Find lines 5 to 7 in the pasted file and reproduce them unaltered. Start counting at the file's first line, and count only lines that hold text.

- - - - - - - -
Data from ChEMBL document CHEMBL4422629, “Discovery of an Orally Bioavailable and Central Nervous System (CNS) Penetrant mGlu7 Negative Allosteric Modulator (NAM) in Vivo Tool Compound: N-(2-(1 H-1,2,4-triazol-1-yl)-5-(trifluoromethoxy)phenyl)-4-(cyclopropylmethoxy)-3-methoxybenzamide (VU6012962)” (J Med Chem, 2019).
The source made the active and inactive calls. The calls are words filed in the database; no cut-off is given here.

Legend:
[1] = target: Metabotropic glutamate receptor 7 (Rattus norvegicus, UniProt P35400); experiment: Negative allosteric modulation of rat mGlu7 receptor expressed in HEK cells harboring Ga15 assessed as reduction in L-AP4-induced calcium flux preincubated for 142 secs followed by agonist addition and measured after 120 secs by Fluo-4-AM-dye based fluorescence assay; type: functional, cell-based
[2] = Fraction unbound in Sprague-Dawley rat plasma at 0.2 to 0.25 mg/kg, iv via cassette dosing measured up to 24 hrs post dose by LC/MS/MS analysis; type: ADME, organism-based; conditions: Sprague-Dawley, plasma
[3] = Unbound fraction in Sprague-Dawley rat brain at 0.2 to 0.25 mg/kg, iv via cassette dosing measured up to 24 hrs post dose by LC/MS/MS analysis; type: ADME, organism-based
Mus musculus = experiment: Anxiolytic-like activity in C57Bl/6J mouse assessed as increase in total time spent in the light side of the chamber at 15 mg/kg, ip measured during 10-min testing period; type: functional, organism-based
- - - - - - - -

[2] = Fraction unbound in Sprague-Dawley rat plasma at 0.2 to 0.25 mg/kg, iv via cassette dosing measured up to 24 hrs post dose by LC/MS/MS analysis; type: ADME, organism-based; conditions: Sprague-Dawley, plasma
[3] = Unbound fraction in Sprague-Dawley rat brain at 0.2 to 0.25 mg/kg, iv via cassette dosing measured up to 24 hrs post dose by LC/MS/MS analysis; type: ADME, organism-based
Mus musculus = experiment: Anxiolytic-like activity in C57Bl/6J mouse assessed as increase in total time spent in the light side of the chamber at 15 mg/kg, ip measured during 10-min testing period; type: functional, organism-based